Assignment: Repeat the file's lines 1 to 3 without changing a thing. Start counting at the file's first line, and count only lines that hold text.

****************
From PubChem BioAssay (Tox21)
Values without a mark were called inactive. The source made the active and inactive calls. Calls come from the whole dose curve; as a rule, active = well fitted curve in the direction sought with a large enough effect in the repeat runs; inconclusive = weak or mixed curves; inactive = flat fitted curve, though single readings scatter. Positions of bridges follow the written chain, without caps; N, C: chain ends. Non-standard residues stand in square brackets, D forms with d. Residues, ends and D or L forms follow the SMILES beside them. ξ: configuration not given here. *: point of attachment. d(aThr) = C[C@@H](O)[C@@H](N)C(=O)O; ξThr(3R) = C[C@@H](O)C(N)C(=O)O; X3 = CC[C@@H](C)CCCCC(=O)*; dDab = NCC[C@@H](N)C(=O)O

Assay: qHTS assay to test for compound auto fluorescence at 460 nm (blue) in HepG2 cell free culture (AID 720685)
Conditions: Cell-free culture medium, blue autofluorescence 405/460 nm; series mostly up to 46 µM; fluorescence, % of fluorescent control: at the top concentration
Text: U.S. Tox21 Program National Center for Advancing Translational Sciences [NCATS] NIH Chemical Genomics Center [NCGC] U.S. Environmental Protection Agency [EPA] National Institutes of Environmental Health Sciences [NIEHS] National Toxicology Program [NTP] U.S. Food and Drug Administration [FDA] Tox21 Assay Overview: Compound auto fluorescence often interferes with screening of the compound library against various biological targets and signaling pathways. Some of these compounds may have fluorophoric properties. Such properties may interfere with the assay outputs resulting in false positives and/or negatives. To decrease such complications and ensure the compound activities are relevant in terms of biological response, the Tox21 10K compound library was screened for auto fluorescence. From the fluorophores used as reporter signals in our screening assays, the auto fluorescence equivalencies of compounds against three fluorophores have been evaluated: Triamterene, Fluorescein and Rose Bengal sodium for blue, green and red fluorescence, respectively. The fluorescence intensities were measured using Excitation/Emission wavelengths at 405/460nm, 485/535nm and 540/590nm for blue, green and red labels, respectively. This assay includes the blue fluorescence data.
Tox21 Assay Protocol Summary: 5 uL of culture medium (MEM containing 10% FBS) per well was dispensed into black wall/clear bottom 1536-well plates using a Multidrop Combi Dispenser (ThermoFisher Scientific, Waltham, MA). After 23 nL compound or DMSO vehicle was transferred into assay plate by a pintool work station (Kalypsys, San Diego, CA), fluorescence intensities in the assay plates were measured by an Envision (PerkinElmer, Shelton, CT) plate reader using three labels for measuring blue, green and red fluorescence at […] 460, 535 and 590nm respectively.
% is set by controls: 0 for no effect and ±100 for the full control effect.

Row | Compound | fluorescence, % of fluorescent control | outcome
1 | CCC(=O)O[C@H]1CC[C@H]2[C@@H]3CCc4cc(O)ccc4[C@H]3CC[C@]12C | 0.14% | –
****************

From PubChem BioAssay (Tox21)
Values without a mark were called inactive. The source made the active and inactive calls. Calls come from the whole dose curve; as a rule, active = well fitted curve in the direction sought with a large enough effect in the repeat runs; inconclusive = weak or mixed curves; inactive = flat fitted curve, though single readings scatter. Positions of bridges follow the written chain, without caps; N, C: chain ends. Non-standard residues stand in square brackets, D forms with d. Residues, ends and D or L forms follow the SMILES beside them. ξ: configuration not given here. *: point of attachment. d(aThr) = C[C@@H](O)[C@@H](N)C(=O)O; ξThr(3R) = C[C@@H](O)C(N)C(=O)O; X3 = CC[C@@H](C)CCCCC(=O)*; dDab = NCC[C@@H](N)C(=O)O

Assay: qHTS assay to test for compound auto fluorescence at 460 nm (blue) in HepG2 cell free culture (AID 720685)